I first heard of Dr. Jules de Grandin and his adventures from a colleague William Nadel in one of those long evening telephone conversations about everything in general and nothing in particular. Bill and I have been collaborating on book entitled A Sherlock Holmes Old Time Radio Show Companion since January 1991; this collaboration still continues today, and the book is yet to be published. I usually see him at least once a year in New Year City in January on the Sherlock Holmes Birthday weekend sponsored by The Baker Street Irregulars, usually in the lobby of the Algonquin Hotel or at one of the events. The Radio Show Companion progresses very slowly, I have a working galley, but Nadel’s onging research into date of radio show performances, and the chapters on Edith Meiser are still a work in progress. In any case on one of my irregular telephone calls to motivate Bill to do a chapter and send it to me, he deftly changed the subject and mused about how he had read Dr Jules de Grandin stories as a child in Weird Tales magazine, and how difficult they were to find, and collecting them would be a good idea. He didn’t know exactly how many they were but there could be up to a 100 of them. Bill commented that Dr. Jules de Grandin and his sidekick Dr. Trowbridge were noted as the Sherlock Holmes and Dr. Watson of the Supernatural Sleuths. The conversation then drifted to Jacques Futrelle (The Thinking Machine stories), Baroness Orczy (The Old Man in the Corner stories, and The Scarlet Pimpernel), R. Austin Freeman (Dr. John Evelyn Thorndyke) and Maurice LeBlanc (Arsène Lupin). At the end of it, the seed was planted for de Grandin project and this was in 1996, or perhaps earlier. The seeds were also planted for the other Detectives as well.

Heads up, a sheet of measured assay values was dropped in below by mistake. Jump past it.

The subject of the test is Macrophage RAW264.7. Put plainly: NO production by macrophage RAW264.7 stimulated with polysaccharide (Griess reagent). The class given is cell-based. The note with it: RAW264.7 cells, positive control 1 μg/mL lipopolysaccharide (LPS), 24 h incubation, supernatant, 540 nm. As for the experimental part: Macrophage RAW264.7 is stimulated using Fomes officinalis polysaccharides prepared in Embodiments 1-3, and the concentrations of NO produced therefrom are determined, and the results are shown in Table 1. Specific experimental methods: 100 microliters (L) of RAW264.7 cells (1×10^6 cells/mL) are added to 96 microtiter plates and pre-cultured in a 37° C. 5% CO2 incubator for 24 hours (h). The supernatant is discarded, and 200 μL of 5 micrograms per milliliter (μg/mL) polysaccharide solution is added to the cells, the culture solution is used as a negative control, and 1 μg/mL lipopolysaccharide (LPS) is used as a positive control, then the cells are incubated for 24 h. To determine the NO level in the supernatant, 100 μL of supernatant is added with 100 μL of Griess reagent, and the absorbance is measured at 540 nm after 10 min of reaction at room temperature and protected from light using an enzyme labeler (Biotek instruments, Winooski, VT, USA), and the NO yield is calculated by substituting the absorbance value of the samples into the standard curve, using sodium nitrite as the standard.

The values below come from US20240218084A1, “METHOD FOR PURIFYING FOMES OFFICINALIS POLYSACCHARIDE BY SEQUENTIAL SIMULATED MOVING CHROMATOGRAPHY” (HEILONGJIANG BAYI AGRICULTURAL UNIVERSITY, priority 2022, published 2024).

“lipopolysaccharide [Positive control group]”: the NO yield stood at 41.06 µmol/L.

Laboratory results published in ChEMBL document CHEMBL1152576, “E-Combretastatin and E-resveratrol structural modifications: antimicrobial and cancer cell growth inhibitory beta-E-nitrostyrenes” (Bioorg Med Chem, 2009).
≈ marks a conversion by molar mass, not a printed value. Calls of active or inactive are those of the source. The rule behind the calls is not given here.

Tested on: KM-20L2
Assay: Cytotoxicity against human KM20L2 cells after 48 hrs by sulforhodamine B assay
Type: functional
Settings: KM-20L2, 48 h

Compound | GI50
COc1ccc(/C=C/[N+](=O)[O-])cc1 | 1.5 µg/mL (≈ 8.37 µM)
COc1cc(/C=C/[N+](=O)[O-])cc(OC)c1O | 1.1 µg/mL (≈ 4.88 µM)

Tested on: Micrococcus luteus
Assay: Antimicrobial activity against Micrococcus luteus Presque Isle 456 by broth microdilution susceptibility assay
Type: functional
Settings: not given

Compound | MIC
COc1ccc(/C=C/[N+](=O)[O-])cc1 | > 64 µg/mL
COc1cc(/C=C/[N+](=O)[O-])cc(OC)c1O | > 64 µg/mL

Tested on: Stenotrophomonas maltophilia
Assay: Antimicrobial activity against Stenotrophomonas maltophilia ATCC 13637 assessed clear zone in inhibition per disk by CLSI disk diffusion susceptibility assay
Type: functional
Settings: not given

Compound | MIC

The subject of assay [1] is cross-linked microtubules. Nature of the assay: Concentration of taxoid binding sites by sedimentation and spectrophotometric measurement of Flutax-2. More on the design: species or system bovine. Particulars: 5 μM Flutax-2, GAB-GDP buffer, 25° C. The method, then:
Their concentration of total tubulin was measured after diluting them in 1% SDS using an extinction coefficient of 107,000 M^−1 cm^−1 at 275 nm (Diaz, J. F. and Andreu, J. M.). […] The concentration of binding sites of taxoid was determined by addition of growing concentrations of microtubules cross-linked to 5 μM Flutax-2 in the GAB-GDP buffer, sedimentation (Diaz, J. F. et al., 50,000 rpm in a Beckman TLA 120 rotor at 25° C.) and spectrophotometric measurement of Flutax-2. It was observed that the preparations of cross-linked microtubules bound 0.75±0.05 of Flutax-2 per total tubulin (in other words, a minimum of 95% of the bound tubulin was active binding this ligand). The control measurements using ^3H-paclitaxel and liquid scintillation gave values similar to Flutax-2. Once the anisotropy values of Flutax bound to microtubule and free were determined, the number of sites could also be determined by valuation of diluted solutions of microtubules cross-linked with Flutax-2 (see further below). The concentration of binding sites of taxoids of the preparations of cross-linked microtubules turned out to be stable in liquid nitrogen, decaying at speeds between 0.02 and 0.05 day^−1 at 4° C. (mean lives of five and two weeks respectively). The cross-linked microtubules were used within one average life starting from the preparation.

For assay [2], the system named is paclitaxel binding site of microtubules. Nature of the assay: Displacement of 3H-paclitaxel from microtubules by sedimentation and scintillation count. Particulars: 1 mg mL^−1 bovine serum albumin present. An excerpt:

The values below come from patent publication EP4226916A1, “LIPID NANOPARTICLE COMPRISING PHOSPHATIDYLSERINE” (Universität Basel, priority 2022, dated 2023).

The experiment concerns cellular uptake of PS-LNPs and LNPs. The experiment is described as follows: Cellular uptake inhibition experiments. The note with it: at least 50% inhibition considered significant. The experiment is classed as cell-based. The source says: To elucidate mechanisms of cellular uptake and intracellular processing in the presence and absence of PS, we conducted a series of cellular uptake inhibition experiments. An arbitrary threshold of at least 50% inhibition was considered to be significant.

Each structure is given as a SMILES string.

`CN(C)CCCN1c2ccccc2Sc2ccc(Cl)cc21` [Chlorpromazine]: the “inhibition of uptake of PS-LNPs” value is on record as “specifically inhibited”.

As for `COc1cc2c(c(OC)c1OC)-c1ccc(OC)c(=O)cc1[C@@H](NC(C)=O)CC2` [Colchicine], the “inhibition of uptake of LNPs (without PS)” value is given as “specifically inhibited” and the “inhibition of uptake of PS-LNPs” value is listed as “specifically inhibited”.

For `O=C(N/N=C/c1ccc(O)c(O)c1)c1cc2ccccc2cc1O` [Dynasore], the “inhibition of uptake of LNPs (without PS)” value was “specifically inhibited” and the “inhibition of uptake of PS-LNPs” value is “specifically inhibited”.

I was talking with Peter Ruber the next day. Peter and I conversed virtually daily by phone back in those days, because we were collaborating on a collection of the writings of Charles Emerson Vincent Starrett. This project too, is still today, very much a work in progress; it is entitled The Vincent Starrett Memorial Library. Twelve of the twenty-four volumes have now appeared in print, and the other 12 volumes exist electronically on my computer’s hard drive, and are all virtually complete in text, and await an assortment of things such as a final proof reading, or the design of a dustjacket.